Film Score Monthly
FSM HOME MESSAGE BOARD FSM CDs FSM ONLINE RESOURCES FUN STUFF ABOUT US  SEARCH FSM   
Search Terms: 
Search Within:   search tips 
You must log in or register to post.
  Go to page:    
 
 Posted:   Oct 28, 2013 - 7:53 AM   
 By:   facehugger   (Member)



Sorry I don't know you but it seems like you are the greatest film music authority in the world to give Mr. Williams advise to go into retirement.


One doesn't have to be a f'cking genius to know that an 81-year-old should enjoy some retirement. If you don't agree with that, you really should send your resume to some Chinese sweat factory.


I'm already collecting Williams's scores for 20 years and I can't do this.

Well maybe you need to find another hobby, Mr. Not-a-genius.

 
 
 Posted:   Oct 28, 2013 - 7:56 AM   
 By:   facehugger   (Member)

I second that, well said. These two have been feeding off negativity since they joined the board. I can't remember any positive contribution.

I've posted plenty of positive stuff. Unfortunately your eyes are affixed on negativity.

Sad, for you.

 
 Posted:   Oct 28, 2013 - 7:57 AM   
 By:   LeHah   (Member)

Well maybe you need to find another hobby, Mr. Not-a-genius.

I've posted plenty of positive stuff. Unfortunately your eyes are affixed on negativity.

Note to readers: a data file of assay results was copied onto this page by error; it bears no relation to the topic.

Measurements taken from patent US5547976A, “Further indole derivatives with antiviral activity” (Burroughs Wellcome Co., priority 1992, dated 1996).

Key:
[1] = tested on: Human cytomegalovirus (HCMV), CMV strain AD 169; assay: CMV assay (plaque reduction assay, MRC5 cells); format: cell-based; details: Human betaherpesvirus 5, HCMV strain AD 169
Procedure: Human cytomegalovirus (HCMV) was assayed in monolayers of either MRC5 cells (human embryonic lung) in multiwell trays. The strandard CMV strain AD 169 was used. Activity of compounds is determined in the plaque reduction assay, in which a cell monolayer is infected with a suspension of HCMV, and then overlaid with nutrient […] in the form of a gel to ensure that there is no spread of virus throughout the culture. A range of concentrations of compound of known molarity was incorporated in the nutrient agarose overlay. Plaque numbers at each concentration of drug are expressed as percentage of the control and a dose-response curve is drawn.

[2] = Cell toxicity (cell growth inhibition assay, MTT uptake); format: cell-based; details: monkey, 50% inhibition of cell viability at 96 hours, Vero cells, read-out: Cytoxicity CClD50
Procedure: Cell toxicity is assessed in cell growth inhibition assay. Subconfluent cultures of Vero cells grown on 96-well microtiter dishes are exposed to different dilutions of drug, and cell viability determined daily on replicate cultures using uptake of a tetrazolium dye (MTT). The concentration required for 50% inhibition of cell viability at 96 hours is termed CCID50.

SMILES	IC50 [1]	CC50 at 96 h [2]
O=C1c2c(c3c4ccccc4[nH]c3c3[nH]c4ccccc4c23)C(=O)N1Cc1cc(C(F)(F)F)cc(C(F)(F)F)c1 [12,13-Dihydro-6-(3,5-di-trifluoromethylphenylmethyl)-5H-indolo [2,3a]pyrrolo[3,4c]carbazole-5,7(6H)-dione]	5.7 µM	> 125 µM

Posted:   Oct 28, 2013 - 8:02 AM   
 By:   facehugger   (Member)

Well maybe you need to find another hobby, Mr. Not-a-genius.

I've posted plenty of positive stuff. Unfortunately your eyes are affixed on negativity.



As usual, quid pro quo, my friendsmile

 
 Posted:   Oct 28, 2013 - 8:02 AM   
 By:   mastadge   (Member)

One doesn't have to be a f'cking genius to know that an 81-year-old should enjoy some retirement. If you don't agree with that, you really should send your resume to some Chinese sweat factory.

Some people love their work. Some people wouldn't know what to do with themselves in retirement. If he's enjoying his life, then why should he fix what ain't broke and go "enjoy some retirement" instead?

 
 
 Posted:   Oct 28, 2013 - 8:17 AM   
 By:   facehugger   (Member)

One doesn't have to be a f'cking genius to know that an 81-year-old should enjoy some retirement. If you don't agree with that, you really should send your resume to some Chinese sweat factory.

Some people love their work. Some people wouldn't know what to do with themselves in retirement. If he's enjoying his life, then why should he fix what ain't broke and go "enjoy some retirement" instead?


So? As I already said, he must be treating this as a hobby seeing that all he does is going the easy (for him, anyway) route with rehashed stuff.

He can do whatever he damn pleases. If he decides to ride a flying unicorn tomorrow, it's his business.

But as an iconic figure, a composer should end on a high note rather than a low, if he cares what history writes about him.

 
 Posted:   Oct 28, 2013 - 8:59 AM   
 By:   mastadge   (Member)

I guess I wonder why he should care what history writes about him.

 
 
 Posted:   Oct 28, 2013 - 9:10 AM   
 By:   Matt S.   (Member)

One doesn't have to be a f'cking genius to know that an 81-year-old should enjoy some retirement. If you don't agree with that, you really should send your resume to some Chinese sweat factory.

Some people love their work. Some people wouldn't know what to do with themselves in retirement. If he's enjoying his life, then why should he fix what ain't broke and go "enjoy some retirement" instead?


So? As I already said, he must be treating this as a hobby seeing that all he does is going the easy (for him, anyway) route with rehashed stuff.